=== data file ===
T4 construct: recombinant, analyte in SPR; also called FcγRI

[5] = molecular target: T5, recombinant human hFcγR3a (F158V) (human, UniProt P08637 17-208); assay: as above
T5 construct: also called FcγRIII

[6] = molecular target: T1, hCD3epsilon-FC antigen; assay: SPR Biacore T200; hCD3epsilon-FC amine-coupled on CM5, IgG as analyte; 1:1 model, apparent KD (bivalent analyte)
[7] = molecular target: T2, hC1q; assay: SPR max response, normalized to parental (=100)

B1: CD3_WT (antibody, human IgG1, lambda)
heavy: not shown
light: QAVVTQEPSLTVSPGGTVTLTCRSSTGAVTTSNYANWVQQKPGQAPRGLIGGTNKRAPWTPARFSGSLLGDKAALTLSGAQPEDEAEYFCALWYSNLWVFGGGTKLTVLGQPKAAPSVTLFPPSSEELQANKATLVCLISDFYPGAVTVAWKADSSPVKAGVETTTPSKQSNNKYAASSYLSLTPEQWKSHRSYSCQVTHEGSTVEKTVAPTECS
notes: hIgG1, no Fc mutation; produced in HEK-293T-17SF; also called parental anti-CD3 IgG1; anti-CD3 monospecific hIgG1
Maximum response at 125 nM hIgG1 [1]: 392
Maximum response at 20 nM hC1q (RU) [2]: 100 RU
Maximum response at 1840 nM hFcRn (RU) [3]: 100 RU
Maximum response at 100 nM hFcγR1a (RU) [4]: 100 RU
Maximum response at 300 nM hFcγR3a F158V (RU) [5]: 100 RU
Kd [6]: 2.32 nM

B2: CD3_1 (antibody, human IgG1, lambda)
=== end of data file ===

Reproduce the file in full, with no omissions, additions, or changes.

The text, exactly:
T4 construct: recombinant, analyte in SPR; also called FcγRI

[5] = molecular target: T5, recombinant human hFcγR3a (F158V) (human, UniProt P08637 17-208); assay: as above
T5 construct: also called FcγRIII

[6] = molecular target: T1, hCD3epsilon-FC antigen; assay: SPR Biacore T200; hCD3epsilon-FC amine-coupled on CM5, IgG as analyte; 1:1 model, apparent KD (bivalent analyte)
[7] = molecular target: T2, hC1q; assay: SPR max response, normalized to parental (=100)

B1: CD3_WT (antibody, human IgG1, lambda)
heavy: not shown
light: QAVVTQEPSLTVSPGGTVTLTCRSSTGAVTTSNYANWVQQKPGQAPRGLIGGTNKRAPWTPARFSGSLLGDKAALTLSGAQPEDEAEYFCALWYSNLWVFGGGTKLTVLGQPKAAPSVTLFPPSSEELQANKATLVCLISDFYPGAVTVAWKADSSPVKAGVETTTPSKQSNNKYAASSYLSLTPEQWKSHRSYSCQVTHEGSTVEKTVAPTECS
notes: hIgG1, no Fc mutation; produced in HEK-293T-17SF; also called parental anti-CD3 IgG1; anti-CD3 monospecific hIgG1
Maximum response at 125 nM hIgG1 [1]: 392
Maximum response at 20 nM hC1q (RU) [2]: 100 RU
Maximum response at 1840 nM hFcRn (RU) [3]: 100 RU
Maximum response at 100 nM hFcγR1a (RU) [4]: 100 RU
Maximum response at 300 nM hFcγR3a F158V (RU) [5]: 100 RU
Kd [6]: 2.32 nM

B2: CD3_1 (antibody, human IgG1, lambda)